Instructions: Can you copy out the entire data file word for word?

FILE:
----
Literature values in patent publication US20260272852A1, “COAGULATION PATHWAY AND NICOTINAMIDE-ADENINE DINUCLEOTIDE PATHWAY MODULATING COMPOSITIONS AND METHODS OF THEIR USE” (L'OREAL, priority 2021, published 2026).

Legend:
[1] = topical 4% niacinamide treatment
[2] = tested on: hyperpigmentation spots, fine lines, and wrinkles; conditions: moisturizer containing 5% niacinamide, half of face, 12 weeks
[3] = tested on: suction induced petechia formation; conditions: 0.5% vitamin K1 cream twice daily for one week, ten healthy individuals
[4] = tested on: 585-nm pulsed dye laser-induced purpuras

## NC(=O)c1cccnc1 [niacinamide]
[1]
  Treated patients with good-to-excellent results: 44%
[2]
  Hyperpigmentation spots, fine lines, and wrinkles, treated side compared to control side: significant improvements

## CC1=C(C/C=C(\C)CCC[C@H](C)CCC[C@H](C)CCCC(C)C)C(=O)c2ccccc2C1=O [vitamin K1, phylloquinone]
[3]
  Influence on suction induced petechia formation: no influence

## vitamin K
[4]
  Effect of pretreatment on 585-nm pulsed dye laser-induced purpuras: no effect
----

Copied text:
Literature values in patent publication US20260272852A1, “COAGULATION PATHWAY AND NICOTINAMIDE-ADENINE DINUCLEOTIDE PATHWAY MODULATING COMPOSITIONS AND METHODS OF THEIR USE” (L'OREAL, priority 2021, published 2026).

Legend:
[1] = topical 4% niacinamide treatment
[2] = tested on: hyperpigmentation spots, fine lines, and wrinkles; conditions: moisturizer containing 5% niacinamide, half of face, 12 weeks
[3] = tested on: suction induced petechia formation; conditions: 0.5% vitamin K1 cream twice daily for one week, ten healthy individuals
[4] = tested on: 585-nm pulsed dye laser-induced purpuras

## NC(=O)c1cccnc1 [niacinamide]
[1]
  Treated patients with good-to-excellent results: 44%
[2]
  Hyperpigmentation spots, fine lines, and wrinkles, treated side compared to control side: significant improvements

## CC1=C(C/C=C(\C)CCC[C@H](C)CCC[C@H](C)CCCC(C)C)C(=O)c2ccccc2C1=O [vitamin K1, phylloquinone]
[3]
  Influence on suction induced petechia formation: no influence

## vitamin K
[4]
  Effect of pretreatment on 585-nm pulsed dye laser-induced purpuras: no effect